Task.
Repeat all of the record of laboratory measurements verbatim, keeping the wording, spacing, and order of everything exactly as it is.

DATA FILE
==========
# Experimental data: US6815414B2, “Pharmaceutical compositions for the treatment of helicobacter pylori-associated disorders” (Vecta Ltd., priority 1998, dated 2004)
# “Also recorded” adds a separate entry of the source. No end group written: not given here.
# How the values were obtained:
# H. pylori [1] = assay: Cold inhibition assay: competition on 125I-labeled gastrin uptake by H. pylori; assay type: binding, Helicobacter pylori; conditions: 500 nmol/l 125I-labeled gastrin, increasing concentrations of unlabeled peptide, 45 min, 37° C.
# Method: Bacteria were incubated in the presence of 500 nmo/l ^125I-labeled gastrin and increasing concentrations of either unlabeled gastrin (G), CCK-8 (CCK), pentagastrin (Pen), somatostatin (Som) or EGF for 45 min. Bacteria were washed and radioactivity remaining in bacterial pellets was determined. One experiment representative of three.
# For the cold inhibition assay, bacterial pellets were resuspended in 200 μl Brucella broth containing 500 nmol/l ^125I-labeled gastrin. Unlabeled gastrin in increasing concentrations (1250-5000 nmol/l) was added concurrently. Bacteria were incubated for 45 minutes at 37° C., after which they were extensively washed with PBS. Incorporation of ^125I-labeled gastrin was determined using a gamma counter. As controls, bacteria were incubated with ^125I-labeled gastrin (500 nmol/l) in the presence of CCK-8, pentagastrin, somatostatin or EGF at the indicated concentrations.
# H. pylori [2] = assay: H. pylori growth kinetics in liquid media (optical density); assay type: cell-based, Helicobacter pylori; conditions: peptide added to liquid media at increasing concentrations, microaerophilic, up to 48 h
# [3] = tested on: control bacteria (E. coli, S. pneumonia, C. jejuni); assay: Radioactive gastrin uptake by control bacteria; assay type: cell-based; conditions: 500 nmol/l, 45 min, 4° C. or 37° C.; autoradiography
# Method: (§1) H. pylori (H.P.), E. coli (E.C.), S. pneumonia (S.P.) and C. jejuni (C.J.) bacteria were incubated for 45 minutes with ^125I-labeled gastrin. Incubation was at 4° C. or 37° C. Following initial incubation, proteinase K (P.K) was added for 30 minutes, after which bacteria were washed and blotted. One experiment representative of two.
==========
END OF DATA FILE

# Experimental data: US6815414B2, “Pharmaceutical compositions for the treatment of helicobacter pylori-associated disorders” (Vecta Ltd., priority 1998, dated 2004)
# “Also recorded” adds a separate entry of the source. No end group written: not given here.
# How the values were obtained:
# H. pylori [1] = assay: Cold inhibition assay: competition on 125I-labeled gastrin uptake by H. pylori; assay type: binding, Helicobacter pylori; conditions: 500 nmol/l 125I-labeled gastrin, increasing concentrations of unlabeled peptide, 45 min, 37° C.
# Method: Bacteria were incubated in the presence of 500 nmo/l ^125I-labeled gastrin and increasing concentrations of either unlabeled gastrin (G), CCK-8 (CCK), pentagastrin (Pen), somatostatin (Som) or EGF for 45 min. Bacteria were washed and radioactivity remaining in bacterial pellets was determined. One experiment representative of three.
# For the cold inhibition assay, bacterial pellets were resuspended in 200 μl Brucella broth containing 500 nmol/l ^125I-labeled gastrin. Unlabeled gastrin in increasing concentrations (1250-5000 nmol/l) was added concurrently. Bacteria were incubated for 45 minutes at 37° C., after which they were extensively washed with PBS. Incorporation of ^125I-labeled gastrin was determined using a gamma counter. As controls, bacteria were incubated with ^125I-labeled gastrin (500 nmol/l) in the presence of CCK-8, pentagastrin, somatostatin or EGF at the indicated concentrations.
# H. pylori [2] = assay: H. pylori growth kinetics in liquid media (optical density); assay type: cell-based, Helicobacter pylori; conditions: peptide added to liquid media at increasing concentrations, microaerophilic, up to 48 h
# [3] = tested on: control bacteria (E. coli, S. pneumonia, C. jejuni); assay: Radioactive gastrin uptake by control bacteria; assay type: cell-based; conditions: 500 nmol/l, 45 min, 4° C. or 37° C.; autoradiography
# Method: (§1) H. pylori (H.P.), E. coli (E.C.), S. pneumonia (S.P.) and C. jejuni (C.J.) bacteria were incubated for 45 minutes with ^125I-labeled gastrin. Incubation was at 4° C. or 37° C. Following initial incubation, proteinase K (P.K) was added for 30 minutes, after which bacteria were washed and blotted. One experiment representative of two.